Where there are any gaps around window sills or between the window and wall, these should be sealed with a strong silicone mastic.
With movement of buildings, metal window frames can sometimes create small gaps around the frame. These can be sealed either with a draught strip or silicone gel.
New or replacement double glazing is definitely a worthwhile investment because of the energy savings that it can bring to your home. It can make every room in your house more comfortable and warmer too, reducing cold spots and improving heat retention. When windows are fully insulated, they can also bring down your carbon footprint and keep out noise from outside not to mention reducing condensation.
Step 4: A Rated Double Glazing Explained
If you are looking to have double glazing installed, it is important to understand ratings. Double Glazing in the UK is assigned a rating from the independent British Fenestration Ratings Council between A+ and G. A+ is the highest rating for energy efficient and G is the least. The rating for the window is calculated on a number of factors including:
- How well the window prevents the escape of heat
- How much sunlight can pass through the glass?
- How much air leaks around the door or window?
The overall energy rating of a window will depend on all of these factors. When working with a window installer, you can ask them what the rating of their windows is so you can make sure that the windows that are fitted are as energy efficient as possible.
Windows that fall into the ‘A’ category include a series of features that enhance the efficiency level and they include:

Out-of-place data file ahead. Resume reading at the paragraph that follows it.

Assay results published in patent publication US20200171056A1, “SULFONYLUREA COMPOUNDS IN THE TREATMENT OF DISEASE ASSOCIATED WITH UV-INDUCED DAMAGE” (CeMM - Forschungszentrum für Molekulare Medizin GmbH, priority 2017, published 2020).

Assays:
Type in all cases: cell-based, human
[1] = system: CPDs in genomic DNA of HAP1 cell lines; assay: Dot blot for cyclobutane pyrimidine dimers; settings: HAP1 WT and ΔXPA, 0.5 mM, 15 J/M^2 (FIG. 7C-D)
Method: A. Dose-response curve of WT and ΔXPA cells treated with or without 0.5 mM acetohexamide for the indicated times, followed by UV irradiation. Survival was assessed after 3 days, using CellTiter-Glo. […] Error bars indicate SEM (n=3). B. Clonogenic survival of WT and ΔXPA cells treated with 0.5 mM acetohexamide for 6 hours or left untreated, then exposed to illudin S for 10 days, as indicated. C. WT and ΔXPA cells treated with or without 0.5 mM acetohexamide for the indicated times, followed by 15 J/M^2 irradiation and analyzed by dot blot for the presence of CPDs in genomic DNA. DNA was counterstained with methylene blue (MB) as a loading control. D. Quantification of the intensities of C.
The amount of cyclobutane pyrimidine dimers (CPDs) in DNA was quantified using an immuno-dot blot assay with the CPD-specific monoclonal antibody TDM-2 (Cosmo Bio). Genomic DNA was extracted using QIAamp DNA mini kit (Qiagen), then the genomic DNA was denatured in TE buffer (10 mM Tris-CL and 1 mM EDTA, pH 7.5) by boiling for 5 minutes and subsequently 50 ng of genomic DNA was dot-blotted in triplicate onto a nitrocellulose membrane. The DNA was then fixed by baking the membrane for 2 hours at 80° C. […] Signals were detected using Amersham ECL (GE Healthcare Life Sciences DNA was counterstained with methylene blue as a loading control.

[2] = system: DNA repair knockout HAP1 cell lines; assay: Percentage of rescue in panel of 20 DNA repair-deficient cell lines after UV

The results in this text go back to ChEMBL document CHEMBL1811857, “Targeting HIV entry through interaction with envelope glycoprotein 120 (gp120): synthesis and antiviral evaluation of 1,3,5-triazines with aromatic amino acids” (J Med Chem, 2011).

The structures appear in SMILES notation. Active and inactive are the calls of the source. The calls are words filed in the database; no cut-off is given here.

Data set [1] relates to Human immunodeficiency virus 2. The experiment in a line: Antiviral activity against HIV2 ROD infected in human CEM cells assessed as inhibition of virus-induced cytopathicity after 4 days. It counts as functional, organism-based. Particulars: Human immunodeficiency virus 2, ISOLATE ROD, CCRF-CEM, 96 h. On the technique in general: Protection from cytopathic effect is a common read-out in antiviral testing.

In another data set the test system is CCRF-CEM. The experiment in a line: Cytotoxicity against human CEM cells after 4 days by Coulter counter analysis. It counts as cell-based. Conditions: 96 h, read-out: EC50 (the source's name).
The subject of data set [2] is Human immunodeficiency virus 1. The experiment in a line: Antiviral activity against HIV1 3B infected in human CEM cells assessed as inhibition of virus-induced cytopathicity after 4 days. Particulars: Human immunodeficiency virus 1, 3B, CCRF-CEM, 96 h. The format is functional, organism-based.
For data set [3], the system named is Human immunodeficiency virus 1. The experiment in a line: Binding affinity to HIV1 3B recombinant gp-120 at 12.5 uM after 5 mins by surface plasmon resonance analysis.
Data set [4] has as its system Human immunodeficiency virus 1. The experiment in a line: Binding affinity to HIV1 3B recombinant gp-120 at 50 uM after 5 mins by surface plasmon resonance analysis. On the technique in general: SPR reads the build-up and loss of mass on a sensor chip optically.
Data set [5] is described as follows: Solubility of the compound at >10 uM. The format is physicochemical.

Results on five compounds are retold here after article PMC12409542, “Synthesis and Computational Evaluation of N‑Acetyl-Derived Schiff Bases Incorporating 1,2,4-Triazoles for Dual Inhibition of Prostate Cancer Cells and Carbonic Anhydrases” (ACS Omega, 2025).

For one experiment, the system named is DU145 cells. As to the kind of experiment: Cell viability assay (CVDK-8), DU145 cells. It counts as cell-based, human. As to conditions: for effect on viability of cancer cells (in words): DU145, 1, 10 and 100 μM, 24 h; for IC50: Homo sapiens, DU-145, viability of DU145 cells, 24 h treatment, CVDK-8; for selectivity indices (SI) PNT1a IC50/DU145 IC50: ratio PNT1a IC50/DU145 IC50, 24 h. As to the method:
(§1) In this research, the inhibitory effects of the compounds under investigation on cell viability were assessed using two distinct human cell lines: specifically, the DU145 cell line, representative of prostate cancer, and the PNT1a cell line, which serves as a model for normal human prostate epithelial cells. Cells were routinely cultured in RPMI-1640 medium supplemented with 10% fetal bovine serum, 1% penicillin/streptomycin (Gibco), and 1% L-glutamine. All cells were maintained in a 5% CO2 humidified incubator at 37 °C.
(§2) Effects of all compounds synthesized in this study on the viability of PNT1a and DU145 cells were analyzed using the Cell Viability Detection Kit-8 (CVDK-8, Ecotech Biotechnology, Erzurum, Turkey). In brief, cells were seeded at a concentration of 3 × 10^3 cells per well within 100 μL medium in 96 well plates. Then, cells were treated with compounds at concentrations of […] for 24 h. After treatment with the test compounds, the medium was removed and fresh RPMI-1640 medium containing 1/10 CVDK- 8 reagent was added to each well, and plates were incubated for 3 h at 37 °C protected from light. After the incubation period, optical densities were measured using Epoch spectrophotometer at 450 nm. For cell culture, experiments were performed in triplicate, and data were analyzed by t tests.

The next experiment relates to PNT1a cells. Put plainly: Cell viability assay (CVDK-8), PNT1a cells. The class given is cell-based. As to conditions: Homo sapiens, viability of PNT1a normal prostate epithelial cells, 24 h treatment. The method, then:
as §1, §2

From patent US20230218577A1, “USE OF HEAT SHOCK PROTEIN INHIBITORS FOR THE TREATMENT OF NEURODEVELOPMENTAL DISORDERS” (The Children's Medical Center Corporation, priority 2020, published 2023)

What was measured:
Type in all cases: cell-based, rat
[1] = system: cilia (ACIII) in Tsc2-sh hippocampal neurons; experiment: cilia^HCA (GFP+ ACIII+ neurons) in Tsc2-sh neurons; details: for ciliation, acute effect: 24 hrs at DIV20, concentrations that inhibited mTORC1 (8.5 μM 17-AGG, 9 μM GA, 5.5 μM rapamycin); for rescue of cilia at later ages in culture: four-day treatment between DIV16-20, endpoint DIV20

- Energy efficient glass – Features a thin coat of metal oxide which promotes the flow of light and heat through the glass while reducing heat loss from inside a building
- Gas in the gaps – Argon, krypton or Xenon can be added to windows and doors to seal any gaps. These materials will only be found in products with the highest energy rating.
- Pane Spacers – Installed between the edge of the pane to keep them apart.
Step 5: Conservation Areas and Double Glazing
If you live in an area that falls within a conservation area, you own a listed building or the property is of particular architectural interest, you must comply with certain regulations that govern alterations to the property. Before installing any new windows or doors you will need to consult your local council to check what you can and can’t do in terms of changing windows and doors. You may need to replace them using certain materials or to reflect a particular style that replicates the original features of the building.
Step 6: Secondary Double Glazing
Where it isn’t possible to install completely new double glazing, secondary glazing is worth consideration. This involves the installation of a pane of glass fitted to the inside of an existing window. Once installed, it essentially creates a double glazed unit which will keep out draughts and retain heat while reducing outside noise. It’s an effective alternative and a good home improvements company will be able to provide a detailed quote and assessment of your property.
Step 7: Windows and Doors Insulation
It is always wise to choose an experienced company to fit any windows and doors to make sure that it is carried out properly. The installation process should fully comply with consumer codes and certificates issued to verify that they meet current regulations. Check that the contractor you use is registered under the Competent Person scheme. Check customer reviews and make sure that they visit your property to undertake a thorough assessment of your property.
Windows and doors are an essential part of your home and as we have covered in this guide, they can help or hinder the energy efficiency of your home. Poorly fitted, old windows can result in draughts, cold spots and condensation resulting in higher energy bills and a cold property. Compare this with properly fitted windows and doors which are draught proof. The installation of good glazing and doors can significantly improve the energy efficiency of your home, keeping you warm in the winter months and helping to maintain a consistent temperature in your home. If you need any assistance with the installation of windows and doors in your home, this is something that we can provide. We are always happy to provide any advice or guidance without obligation, so contact us today and make your home more energy efficient and economical.